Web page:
Bankruptcy Trustee Finds New Way to Increase Estate

11 Dec Bankruptcy Trustee Finds New Way to Increase Estate

The bankruptcy trustee, at last week’s meeting of creditors, came up with a new way of making money for the bankruptcy estate and annoying debtors.

Here’s what happened:

The debtor owns a house and a rental property that she would like to keep. Both properties are completely up-side down (she owes more than they are worth).

The holder of the first mortgage on the rental showed up at the meeting to ask questions. After a few minutes, the bankruptcy trustee suggested that they simply speak on the phone in a day or two. I wondered why.

The trustee’s plan is to “sell” the property from the bankruptcy estate to the holder of the mortgage for $5,000 to $10,000. NO, the house hasn’t suddenly gone up in value, but the bankruptcy trustee figures that buying the property from the bankruptcy estate would be a lot quicker and less expensive for the mortgage holder than foreclosing.

In California, a foreclosure can take about 4 months. And that can’t even be started until the property is released from the bankruptcy estate – either by bringing a motion in court or waiting for the case to close. In an asset case, closing can take 6 months to a year (or longer).

Buying the property, however, can be done fairly quickly. A motion to sell must be filed, but under these circumstances, with no one else likely to bid on the property, the process goes pretty smoothly.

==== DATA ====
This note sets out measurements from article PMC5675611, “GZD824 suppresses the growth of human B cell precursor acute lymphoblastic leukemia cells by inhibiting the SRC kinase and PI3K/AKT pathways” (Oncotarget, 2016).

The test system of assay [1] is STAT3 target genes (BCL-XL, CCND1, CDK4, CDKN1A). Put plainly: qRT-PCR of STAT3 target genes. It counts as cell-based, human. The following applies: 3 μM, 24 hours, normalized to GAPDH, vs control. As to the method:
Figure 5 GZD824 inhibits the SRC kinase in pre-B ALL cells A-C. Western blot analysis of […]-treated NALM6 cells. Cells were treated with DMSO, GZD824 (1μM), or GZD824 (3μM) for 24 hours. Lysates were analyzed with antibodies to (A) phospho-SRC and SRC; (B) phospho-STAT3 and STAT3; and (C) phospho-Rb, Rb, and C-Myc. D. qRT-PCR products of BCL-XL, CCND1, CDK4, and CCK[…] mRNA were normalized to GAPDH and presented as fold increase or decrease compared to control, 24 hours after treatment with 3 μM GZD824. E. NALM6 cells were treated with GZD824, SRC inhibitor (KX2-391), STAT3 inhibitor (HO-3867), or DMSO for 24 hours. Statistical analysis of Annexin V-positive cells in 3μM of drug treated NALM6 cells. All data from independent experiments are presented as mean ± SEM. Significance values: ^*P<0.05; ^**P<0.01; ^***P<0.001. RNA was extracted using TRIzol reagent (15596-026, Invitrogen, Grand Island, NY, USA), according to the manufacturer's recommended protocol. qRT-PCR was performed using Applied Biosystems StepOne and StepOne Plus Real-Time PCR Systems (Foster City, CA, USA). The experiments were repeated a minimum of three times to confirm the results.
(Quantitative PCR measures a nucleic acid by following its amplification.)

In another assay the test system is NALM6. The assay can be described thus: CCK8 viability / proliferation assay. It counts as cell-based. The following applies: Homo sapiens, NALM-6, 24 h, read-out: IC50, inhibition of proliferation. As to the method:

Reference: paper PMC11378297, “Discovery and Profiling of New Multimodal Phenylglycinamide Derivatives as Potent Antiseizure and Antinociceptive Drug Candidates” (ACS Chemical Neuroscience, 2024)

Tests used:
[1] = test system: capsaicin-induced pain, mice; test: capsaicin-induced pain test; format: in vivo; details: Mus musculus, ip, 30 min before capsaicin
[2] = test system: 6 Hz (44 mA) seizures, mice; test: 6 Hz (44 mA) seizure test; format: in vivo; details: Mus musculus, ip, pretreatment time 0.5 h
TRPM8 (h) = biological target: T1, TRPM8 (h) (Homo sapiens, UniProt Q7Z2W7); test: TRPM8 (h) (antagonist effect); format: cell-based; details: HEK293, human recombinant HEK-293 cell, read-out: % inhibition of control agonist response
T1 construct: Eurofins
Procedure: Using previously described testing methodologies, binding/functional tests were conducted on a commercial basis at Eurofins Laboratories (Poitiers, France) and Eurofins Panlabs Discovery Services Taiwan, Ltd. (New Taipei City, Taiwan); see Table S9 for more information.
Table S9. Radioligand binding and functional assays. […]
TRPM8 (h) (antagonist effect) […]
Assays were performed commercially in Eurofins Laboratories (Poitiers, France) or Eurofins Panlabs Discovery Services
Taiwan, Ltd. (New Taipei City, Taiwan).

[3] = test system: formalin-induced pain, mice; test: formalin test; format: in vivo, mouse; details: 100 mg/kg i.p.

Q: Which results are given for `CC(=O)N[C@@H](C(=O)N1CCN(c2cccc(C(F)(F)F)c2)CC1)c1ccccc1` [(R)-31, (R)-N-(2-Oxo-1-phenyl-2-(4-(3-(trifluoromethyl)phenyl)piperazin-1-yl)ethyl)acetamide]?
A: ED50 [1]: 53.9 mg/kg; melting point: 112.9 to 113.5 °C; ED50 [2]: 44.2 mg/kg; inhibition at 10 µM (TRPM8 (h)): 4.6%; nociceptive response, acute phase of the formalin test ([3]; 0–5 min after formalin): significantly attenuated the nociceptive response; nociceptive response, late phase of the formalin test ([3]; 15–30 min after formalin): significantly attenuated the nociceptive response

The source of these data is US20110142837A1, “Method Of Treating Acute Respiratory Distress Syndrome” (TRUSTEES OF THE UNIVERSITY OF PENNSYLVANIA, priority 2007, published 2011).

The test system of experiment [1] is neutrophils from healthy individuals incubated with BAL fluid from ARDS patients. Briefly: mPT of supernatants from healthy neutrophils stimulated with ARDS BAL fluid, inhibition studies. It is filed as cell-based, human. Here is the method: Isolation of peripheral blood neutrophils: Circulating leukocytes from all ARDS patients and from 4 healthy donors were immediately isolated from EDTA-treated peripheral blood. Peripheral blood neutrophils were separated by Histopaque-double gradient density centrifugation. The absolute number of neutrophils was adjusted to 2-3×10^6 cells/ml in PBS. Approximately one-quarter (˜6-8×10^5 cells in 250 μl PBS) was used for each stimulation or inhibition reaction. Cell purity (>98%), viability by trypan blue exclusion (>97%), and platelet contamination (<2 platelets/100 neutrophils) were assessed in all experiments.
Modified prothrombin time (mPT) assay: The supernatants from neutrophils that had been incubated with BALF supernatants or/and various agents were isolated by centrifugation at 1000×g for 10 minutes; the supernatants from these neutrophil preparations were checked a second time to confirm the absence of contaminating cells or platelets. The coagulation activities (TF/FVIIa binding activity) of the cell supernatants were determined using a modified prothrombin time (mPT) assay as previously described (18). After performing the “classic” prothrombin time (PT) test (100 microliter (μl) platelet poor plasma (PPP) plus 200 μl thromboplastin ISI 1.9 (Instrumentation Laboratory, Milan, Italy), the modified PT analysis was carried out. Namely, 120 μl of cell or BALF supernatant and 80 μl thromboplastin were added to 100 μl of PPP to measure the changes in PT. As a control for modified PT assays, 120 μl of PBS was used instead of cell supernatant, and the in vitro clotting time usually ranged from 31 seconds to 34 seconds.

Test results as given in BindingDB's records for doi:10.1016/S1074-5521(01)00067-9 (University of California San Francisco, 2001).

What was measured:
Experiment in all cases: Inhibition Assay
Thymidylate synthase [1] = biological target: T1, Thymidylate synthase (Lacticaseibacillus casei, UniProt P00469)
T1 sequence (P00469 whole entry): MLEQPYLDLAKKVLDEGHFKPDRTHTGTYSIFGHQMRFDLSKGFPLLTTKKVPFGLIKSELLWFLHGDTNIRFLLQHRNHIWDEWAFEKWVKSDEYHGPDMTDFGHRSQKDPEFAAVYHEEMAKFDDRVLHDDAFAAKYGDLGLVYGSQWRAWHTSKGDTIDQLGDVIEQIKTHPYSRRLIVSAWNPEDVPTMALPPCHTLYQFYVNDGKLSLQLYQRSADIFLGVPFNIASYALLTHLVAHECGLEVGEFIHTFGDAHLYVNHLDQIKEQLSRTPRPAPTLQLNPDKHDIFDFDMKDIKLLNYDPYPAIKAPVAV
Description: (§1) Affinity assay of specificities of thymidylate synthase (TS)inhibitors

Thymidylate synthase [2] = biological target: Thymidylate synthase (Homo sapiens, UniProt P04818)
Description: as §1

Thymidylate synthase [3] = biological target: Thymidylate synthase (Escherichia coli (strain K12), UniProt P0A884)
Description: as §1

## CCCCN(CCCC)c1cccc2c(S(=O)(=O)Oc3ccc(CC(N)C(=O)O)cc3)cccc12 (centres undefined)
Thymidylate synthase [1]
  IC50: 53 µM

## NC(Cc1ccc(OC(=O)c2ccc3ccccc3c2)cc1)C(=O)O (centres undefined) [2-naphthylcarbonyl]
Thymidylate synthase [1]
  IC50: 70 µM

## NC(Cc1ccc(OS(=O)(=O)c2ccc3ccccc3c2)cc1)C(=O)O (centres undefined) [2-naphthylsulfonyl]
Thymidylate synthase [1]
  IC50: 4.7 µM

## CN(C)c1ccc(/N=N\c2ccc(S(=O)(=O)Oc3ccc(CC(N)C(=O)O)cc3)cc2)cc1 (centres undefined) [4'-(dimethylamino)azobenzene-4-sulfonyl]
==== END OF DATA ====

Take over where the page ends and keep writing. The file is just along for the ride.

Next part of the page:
For the bankruptcy trustee – he gets some funds to distribute to unsecured creditors (and receives a percentage for doing that).

For the mortgage holder – she gets the house quickly, and without the hassle and expense of going through a formal foreclosure.

For the unsecured creditors – they get a payout from the bankruptcy estate where there would have been nothing.

And for the debtor – she loses the house with no chance to stop the foreclosure or get caught up in payments. (Certainly, that was probably unlikely to happen anyway, but at least she would have had a chance.)

 

Image Credit: apes_abroad

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Douglas Jacobs is a California bankruptcy attorney and partner in the Chico law firm of Jacobs, Anderson, Potter & Chaplin. Since 1988, Mr. Jacobs has taught Constitutional law and Debtor-Creditor/Bankruptcy law at the Cal Northern School of Law. He has served as Dean of Students since 1994. He is a frequent lecturer on the subject of consumer bankruptcy law, and has spoken at both state and national levels.
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